Alex Petrov's Research Projects

My research combines behavioral experimentation with computational and mathematical modeling of cognition, paying close attention to neurological constraints. I am particularly interested in learning, adaptation, and the dynamic aspects of perception, memory, categorization, reasoning, and executive control, as well as their neural implementation. I often use state-of-the-art psychophysical methods to track the dynamics of cognition at time scales from tens of milliseconds to several days. I favor decentralized and interactive models -- connectionist, symbolic, or mathematical -- that incorporate biologically plausible learning mechanisms and are informed by an integrated cognitive architecture. Coherent global behavior emerges from local interactions in a steady state that changes adaptively whenever the environment changes.

We live in very exciting times -- for the first time in human history a consistent and empirically grounded picture of how the brain creates the mind begins to emerge. Cognitive science today seems at the threshold of a breakthrough comparable to that of genetics in the 1950s. This is an adventure of a lifetime and I am very enthusiastic to participate.

A more detailed Research Statement is available in pdf format.

Perceptual Learning via Hebbian Reweighting

This interdiciplinary project combines experimentation and modeling to study the neural mechanisms of perceptual learning. A series of psychophysical studies probe the dynamics of perceptual learning in non-stationary environments, both with and without feedback. Practicing an orientation-discrimination task gradually improves performance but there are significant switch costs (interference) whenever the context surrounding the target stimuli changes. In a recent Psychological Review article (Petrov, Dosher, & Lu, 2005) we provide an existence proof that incremental Hebbian reweighting can account quantitatively for the complex pattern of learning and switch-costs in our non-stationary training protocol. The model takes grayscale images as inputs, produces binary responses as outputs, and improves its discrimination accuracy incrementally with practice with no need for external feedback. The model performance is thus directly comparable to the human data. Learning occurs only in the read-out connections to a decision unit in a neural network; the stimulus representations never change.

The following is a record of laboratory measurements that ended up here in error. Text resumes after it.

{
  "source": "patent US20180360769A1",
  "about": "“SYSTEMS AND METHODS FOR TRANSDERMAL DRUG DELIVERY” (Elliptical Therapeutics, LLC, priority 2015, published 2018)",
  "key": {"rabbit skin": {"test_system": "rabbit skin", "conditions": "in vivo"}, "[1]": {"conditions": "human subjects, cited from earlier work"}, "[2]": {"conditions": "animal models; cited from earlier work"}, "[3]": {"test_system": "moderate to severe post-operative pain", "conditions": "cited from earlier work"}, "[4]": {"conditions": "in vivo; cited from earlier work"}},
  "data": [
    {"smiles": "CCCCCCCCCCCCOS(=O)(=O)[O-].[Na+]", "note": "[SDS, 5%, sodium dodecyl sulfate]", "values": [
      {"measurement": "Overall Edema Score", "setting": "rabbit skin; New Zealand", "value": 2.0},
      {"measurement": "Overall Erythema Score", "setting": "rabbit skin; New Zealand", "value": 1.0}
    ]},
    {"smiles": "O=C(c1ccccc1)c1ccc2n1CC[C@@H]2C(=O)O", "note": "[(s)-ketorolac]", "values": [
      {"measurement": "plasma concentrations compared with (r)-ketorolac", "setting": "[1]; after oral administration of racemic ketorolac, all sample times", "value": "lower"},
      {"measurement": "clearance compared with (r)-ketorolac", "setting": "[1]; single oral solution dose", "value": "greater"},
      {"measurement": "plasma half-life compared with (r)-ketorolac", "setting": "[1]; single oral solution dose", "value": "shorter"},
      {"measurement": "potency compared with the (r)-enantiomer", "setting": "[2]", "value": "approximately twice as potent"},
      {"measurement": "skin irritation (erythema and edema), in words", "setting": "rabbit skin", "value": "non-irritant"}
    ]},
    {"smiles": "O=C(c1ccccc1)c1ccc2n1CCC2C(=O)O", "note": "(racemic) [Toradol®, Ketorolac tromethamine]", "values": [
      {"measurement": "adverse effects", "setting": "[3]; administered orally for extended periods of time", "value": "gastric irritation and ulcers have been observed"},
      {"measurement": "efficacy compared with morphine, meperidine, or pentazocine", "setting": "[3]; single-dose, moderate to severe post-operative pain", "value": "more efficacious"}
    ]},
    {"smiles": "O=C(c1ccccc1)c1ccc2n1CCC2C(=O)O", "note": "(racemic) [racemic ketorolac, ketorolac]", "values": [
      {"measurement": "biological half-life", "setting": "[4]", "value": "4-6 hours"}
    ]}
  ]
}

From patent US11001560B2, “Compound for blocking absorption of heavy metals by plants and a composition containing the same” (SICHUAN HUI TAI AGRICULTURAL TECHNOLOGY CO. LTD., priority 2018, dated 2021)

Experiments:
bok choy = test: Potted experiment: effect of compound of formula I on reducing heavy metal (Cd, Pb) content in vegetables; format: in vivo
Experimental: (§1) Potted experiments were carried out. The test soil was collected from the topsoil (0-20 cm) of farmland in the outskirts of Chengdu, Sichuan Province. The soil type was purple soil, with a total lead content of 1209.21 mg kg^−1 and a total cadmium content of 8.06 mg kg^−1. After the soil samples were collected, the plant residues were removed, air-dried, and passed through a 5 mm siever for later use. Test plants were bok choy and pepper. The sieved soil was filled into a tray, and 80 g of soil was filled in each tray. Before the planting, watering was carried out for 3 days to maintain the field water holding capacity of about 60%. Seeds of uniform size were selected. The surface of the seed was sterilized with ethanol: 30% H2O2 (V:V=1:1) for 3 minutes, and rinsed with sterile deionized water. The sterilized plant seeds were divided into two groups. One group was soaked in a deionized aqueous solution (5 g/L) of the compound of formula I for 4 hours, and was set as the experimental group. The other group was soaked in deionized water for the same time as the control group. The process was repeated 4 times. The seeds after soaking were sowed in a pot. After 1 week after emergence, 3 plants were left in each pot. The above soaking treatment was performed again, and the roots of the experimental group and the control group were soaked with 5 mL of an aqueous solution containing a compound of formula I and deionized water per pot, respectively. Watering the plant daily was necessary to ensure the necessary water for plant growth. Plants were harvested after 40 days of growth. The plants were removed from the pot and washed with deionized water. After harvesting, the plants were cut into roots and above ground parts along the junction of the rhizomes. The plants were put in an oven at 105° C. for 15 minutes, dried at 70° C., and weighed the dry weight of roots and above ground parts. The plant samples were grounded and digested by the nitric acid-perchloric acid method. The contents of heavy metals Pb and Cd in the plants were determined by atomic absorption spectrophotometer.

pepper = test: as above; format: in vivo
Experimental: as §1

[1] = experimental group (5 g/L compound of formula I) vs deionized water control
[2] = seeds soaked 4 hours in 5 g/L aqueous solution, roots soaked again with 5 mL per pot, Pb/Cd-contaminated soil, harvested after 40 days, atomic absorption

Project page Publications Data sets Software

ANCHOR: A Memory-Based Scaling Model

This interdiciplinary project combines experimentation and modeling at the intersection of psychophysics and memory. A series of studies revealed that human response distributions are markedly non-stationary and non-uniform even when the stimulus distributions are stationary and uniform. Moreover, skewed stimulus distributions induce context effects in opposite directions depending on the presence or absence of feedback. In a recent Psychological Review article (Petrov & Anderson, 2005) we demonstrated that a memory-based model accounts naturally and quantitatively for these and many other dynamic effects in category rating and absolute identification. The ANCHOR model maintains a set of adjustable anchors that compete to match the perceived magnitude of the target stimulus. An explicit correction strategy determines the final response. Two incremental learning mechanisms track the statistics of the stimulus distribution and make the system very adaptive but also prone to sequential, context, transfer, and priming effects. The rating scale unfolds as an adaptive map from a single arbitrarily placed anchor with no need for external feedback.

Project page Publications Data sets Software

AMBR: Analogy Making with Decentralized Representations

My Ph.D. dissertation involved a model of analogy making called AMBR. It explores the fundamental cognitive ability of interpreting a novel situation in terms of a similar situation that is already familiar. The model is based on the hybrid symbolic/connectionist architecture DUAL and employs its dynamic emergent style of computation to account for the flexible and context-sensitive nature of human analogy making. The decentralized representations of episodes support gradual and reconstructive memory retrieval that is inextricably intertwined with the process of analogical mapping (Kokinov & Petrov, 2001).

AMBR project page DUAL architecture Publications

http://www.socsci.uci.edu/~apetrov/proj/ Check the validity of this page's XHTML Check the validity of this site's Cascading Style Sheet Page maintained by Alex Petrov
Created 2005-04-07, last updated 2007-03-30.